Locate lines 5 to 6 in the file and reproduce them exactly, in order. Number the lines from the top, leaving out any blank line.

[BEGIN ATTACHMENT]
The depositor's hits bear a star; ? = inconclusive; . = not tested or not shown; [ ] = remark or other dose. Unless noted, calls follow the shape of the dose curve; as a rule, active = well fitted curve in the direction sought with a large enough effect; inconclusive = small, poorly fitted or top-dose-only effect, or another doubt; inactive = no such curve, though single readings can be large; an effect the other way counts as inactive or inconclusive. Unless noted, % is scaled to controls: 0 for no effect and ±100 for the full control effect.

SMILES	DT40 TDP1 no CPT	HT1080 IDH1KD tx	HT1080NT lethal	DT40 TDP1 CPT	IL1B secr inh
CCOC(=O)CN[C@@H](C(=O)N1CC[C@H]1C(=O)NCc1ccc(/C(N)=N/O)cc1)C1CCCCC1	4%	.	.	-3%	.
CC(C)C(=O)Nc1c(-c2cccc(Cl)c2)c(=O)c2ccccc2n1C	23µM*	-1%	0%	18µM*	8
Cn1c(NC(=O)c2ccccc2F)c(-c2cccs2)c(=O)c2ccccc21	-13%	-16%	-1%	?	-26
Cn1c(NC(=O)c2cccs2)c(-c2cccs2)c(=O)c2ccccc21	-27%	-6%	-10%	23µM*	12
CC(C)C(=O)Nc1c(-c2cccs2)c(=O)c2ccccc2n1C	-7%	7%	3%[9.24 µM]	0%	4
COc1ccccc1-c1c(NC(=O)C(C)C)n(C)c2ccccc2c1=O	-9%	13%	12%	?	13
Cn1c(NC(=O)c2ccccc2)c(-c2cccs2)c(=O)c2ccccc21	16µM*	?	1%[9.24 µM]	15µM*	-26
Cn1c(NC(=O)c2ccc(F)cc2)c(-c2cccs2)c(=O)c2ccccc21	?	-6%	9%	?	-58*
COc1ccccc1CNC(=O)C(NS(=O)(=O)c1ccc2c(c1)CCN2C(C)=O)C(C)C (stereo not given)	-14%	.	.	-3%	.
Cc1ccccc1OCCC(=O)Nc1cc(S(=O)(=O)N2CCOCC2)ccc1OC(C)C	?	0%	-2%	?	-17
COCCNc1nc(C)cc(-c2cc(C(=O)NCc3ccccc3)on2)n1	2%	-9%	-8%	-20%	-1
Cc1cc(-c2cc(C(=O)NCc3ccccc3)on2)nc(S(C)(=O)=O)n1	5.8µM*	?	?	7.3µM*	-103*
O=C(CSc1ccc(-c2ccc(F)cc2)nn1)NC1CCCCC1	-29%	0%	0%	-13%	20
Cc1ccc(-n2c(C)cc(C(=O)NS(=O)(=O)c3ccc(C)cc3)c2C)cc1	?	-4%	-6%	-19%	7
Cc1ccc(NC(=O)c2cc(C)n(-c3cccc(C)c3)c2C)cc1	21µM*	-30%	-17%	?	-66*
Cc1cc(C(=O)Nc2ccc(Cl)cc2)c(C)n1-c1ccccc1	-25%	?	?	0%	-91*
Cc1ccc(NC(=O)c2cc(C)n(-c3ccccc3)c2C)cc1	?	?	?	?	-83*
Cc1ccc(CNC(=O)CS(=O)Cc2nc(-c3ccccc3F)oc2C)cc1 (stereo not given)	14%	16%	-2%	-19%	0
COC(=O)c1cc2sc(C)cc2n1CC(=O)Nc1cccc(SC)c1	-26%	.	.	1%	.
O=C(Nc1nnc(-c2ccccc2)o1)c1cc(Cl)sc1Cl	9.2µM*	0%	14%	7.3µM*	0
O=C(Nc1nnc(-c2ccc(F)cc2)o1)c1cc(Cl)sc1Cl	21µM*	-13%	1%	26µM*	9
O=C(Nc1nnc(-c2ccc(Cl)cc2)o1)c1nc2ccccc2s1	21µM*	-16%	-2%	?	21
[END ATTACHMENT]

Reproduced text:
Cn1c(NC(=O)c2ccccc2F)c(-c2cccs2)c(=O)c2ccccc21	-13%	-16%	-1%	?	-26
Cn1c(NC(=O)c2cccs2)c(-c2cccs2)c(=O)c2ccccc21	-27%	-6%	-10%	23µM*	12